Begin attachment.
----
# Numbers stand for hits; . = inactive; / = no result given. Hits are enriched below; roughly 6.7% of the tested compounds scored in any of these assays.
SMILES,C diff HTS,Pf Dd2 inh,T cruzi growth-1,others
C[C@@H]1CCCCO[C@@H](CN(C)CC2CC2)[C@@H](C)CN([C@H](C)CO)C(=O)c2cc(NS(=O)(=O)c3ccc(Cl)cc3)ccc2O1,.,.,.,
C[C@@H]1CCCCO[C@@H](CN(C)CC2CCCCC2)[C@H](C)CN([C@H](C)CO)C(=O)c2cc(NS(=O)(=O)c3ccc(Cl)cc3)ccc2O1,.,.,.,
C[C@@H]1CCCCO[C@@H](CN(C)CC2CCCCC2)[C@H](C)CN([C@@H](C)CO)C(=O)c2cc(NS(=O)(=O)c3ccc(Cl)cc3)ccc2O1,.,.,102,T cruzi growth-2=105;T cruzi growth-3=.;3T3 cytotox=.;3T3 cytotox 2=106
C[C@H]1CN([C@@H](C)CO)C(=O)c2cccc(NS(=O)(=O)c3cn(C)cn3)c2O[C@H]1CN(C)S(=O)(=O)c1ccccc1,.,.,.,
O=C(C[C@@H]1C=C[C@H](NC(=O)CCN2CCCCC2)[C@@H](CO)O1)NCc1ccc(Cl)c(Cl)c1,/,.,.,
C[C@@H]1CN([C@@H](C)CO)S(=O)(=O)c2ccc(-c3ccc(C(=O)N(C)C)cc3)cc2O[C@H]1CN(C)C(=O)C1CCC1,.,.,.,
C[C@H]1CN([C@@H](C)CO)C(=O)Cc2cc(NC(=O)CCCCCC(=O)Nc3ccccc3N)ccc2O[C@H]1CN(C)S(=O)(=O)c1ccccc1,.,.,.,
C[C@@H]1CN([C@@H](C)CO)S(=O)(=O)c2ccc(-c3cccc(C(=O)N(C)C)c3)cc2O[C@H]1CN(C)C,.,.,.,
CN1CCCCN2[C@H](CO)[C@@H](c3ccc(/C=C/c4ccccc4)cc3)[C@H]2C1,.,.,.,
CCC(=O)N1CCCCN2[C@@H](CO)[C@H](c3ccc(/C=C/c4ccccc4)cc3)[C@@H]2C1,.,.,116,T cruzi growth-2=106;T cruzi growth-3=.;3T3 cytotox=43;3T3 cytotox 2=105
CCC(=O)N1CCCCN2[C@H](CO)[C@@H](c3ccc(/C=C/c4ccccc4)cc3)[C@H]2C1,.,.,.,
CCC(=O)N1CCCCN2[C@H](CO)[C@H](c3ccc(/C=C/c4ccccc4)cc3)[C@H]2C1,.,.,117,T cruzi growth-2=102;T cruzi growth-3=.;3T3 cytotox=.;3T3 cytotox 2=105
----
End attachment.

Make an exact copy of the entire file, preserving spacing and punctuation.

# Numbers stand for hits; . = inactive; / = no result given. Hits are enriched below; roughly 6.7% of the tested compounds scored in any of these assays.
SMILES,C diff HTS,Pf Dd2 inh,T cruzi growth-1,others
C[C@@H]1CCCCO[C@@H](CN(C)CC2CC2)[C@@H](C)CN([C@H](C)CO)C(=O)c2cc(NS(=O)(=O)c3ccc(Cl)cc3)ccc2O1,.,.,.,
C[C@@H]1CCCCO[C@@H](CN(C)CC2CCCCC2)[C@H](C)CN([C@H](C)CO)C(=O)c2cc(NS(=O)(=O)c3ccc(Cl)cc3)ccc2O1,.,.,.,
C[C@@H]1CCCCO[C@@H](CN(C)CC2CCCCC2)[C@H](C)CN([C@@H](C)CO)C(=O)c2cc(NS(=O)(=O)c3ccc(Cl)cc3)ccc2O1,.,.,102,T cruzi growth-2=105;T cruzi growth-3=.;3T3 cytotox=.;3T3 cytotox 2=106
C[C@H]1CN([C@@H](C)CO)C(=O)c2cccc(NS(=O)(=O)c3cn(C)cn3)c2O[C@H]1CN(C)S(=O)(=O)c1ccccc1,.,.,.,
O=C(C[C@@H]1C=C[C@H](NC(=O)CCN2CCCCC2)[C@@H](CO)O1)NCc1ccc(Cl)c(Cl)c1,/,.,.,
C[C@@H]1CN([C@@H](C)CO)S(=O)(=O)c2ccc(-c3ccc(C(=O)N(C)C)cc3)cc2O[C@H]1CN(C)C(=O)C1CCC1,.,.,.,
C[C@H]1CN([C@@H](C)CO)C(=O)Cc2cc(NC(=O)CCCCCC(=O)Nc3ccccc3N)ccc2O[C@H]1CN(C)S(=O)(=O)c1ccccc1,.,.,.,
C[C@@H]1CN([C@@H](C)CO)S(=O)(=O)c2ccc(-c3cccc(C(=O)N(C)C)c3)cc2O[C@H]1CN(C)C,.,.,.,
CN1CCCCN2[C@H](CO)[C@@H](c3ccc(/C=C/c4ccccc4)cc3)[C@H]2C1,.,.,.,
CCC(=O)N1CCCCN2[C@@H](CO)[C@H](c3ccc(/C=C/c4ccccc4)cc3)[C@@H]2C1,.,.,116,T cruzi growth-2=106;T cruzi growth-3=.;3T3 cytotox=43;3T3 cytotox 2=105
CCC(=O)N1CCCCN2[C@H](CO)[C@@H](c3ccc(/C=C/c4ccccc4)cc3)[C@H]2C1,.,.,.,
CCC(=O)N1CCCCN2[C@H](CO)[C@H](c3ccc(/C=C/c4ccccc4)cc3)[C@H]2C1,.,.,117,T cruzi growth-2=102;T cruzi growth-3=.;3T3 cytotox=.;3T3 cytotox 2=105